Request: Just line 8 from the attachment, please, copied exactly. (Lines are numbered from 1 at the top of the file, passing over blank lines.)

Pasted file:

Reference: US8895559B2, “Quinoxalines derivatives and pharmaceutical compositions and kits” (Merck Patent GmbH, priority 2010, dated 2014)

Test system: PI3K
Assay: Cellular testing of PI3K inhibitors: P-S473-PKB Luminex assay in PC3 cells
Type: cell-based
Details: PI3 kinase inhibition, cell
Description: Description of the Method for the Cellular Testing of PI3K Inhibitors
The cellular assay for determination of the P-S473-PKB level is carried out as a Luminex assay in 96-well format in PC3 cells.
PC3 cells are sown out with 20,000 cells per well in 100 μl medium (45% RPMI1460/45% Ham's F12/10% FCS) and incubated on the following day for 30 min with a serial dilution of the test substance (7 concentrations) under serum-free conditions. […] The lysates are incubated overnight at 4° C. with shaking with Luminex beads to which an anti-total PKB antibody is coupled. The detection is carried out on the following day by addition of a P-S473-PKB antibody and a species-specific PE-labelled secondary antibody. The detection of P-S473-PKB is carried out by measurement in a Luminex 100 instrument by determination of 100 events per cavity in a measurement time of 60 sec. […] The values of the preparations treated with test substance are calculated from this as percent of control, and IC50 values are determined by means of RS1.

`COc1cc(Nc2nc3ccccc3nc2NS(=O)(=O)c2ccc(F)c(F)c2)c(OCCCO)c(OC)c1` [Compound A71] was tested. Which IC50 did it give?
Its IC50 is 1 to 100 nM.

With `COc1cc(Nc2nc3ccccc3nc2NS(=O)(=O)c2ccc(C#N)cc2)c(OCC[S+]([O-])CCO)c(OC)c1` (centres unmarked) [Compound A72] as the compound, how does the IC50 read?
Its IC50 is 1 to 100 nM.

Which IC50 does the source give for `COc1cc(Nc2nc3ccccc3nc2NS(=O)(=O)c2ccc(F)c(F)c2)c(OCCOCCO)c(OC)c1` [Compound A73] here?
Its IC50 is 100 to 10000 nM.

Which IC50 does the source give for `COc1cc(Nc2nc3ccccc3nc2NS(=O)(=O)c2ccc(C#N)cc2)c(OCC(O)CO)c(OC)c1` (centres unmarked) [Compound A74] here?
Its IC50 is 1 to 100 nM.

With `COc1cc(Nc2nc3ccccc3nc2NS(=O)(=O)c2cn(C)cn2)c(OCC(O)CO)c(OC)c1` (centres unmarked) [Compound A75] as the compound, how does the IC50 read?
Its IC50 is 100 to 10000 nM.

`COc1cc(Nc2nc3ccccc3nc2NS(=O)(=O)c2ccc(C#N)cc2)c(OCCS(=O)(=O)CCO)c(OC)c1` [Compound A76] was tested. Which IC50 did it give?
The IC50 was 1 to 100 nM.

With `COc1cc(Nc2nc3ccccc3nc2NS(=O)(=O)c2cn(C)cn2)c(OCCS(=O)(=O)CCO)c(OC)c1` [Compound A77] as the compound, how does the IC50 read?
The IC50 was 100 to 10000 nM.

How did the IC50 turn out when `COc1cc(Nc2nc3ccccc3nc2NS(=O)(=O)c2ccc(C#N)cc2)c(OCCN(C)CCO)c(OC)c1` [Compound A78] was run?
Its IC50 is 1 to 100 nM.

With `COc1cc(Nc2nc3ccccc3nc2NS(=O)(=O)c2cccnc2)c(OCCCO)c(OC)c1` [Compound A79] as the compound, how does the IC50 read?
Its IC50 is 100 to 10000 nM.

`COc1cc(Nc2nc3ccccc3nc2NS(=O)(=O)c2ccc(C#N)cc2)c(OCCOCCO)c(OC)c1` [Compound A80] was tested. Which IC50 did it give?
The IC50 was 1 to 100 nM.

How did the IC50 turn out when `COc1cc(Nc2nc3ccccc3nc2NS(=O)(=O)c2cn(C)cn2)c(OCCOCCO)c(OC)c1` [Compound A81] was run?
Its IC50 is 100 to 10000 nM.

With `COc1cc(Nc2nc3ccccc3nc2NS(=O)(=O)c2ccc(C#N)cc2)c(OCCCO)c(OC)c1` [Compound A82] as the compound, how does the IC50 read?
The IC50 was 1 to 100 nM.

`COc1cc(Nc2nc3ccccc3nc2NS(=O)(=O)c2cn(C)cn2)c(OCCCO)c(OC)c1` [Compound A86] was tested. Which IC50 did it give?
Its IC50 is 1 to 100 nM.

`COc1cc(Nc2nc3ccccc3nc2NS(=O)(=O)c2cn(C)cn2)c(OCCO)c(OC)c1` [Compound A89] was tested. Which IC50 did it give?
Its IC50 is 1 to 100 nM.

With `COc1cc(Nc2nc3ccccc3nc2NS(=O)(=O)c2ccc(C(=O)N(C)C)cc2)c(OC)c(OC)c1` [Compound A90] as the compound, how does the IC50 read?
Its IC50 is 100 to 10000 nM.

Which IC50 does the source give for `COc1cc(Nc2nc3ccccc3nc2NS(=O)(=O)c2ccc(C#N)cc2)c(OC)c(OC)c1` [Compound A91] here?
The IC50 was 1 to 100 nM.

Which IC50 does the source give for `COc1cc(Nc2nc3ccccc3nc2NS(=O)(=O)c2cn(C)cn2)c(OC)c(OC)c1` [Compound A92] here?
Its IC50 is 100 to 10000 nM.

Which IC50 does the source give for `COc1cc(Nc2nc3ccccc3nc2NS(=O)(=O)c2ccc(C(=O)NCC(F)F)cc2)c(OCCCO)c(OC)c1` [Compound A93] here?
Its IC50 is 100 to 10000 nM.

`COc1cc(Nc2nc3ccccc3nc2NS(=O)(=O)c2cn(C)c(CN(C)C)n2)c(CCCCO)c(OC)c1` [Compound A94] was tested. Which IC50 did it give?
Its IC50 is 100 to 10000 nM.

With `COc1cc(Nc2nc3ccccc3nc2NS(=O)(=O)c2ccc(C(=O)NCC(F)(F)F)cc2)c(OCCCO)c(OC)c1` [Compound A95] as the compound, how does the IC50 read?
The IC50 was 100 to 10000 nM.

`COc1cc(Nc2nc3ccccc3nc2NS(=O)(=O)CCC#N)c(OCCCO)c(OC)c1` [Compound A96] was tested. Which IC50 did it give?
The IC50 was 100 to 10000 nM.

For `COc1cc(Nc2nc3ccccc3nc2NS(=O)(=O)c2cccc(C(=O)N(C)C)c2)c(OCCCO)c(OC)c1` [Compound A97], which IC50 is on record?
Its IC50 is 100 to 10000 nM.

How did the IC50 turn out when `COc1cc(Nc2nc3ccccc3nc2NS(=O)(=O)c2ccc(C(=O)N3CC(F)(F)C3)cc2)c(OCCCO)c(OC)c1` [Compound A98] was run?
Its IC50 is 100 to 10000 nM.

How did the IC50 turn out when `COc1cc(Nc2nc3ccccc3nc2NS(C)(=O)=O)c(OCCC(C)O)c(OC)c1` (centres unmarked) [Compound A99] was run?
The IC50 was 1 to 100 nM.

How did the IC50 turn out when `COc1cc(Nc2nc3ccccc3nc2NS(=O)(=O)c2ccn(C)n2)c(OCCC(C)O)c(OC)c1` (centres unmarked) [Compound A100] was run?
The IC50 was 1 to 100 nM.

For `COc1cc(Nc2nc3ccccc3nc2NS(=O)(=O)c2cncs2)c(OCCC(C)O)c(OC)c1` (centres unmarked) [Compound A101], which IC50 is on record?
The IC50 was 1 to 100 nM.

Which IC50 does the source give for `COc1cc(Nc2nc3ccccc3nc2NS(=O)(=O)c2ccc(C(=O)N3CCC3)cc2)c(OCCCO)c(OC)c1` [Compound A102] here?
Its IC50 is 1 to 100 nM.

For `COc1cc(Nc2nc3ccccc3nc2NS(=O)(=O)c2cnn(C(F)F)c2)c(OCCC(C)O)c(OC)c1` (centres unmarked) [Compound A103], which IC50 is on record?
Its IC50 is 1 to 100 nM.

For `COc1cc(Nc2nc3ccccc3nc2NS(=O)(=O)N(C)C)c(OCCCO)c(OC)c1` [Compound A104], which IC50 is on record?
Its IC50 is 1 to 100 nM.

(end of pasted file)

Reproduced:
PC3 cells are sown out with 20,000 cells per well in 100 μl medium (45% RPMI1460/45% Ham's F12/10% FCS) and incubated on the following day for 30 min with a serial dilution of the test substance (7 concentrations) under serum-free conditions. […] The lysates are incubated overnight at 4° C. with shaking with Luminex beads to which an anti-total PKB antibody is coupled. The detection is carried out on the following day by addition of a P-S473-PKB antibody and a species-specific PE-labelled secondary antibody. The detection of P-S473-PKB is carried out by measurement in a Luminex 100 instrument by determination of 100 events per cavity in a measurement time of 60 sec. […] The values of the preparations treated with test substance are calculated from this as percent of control, and IC50 values are determined by means of RS1.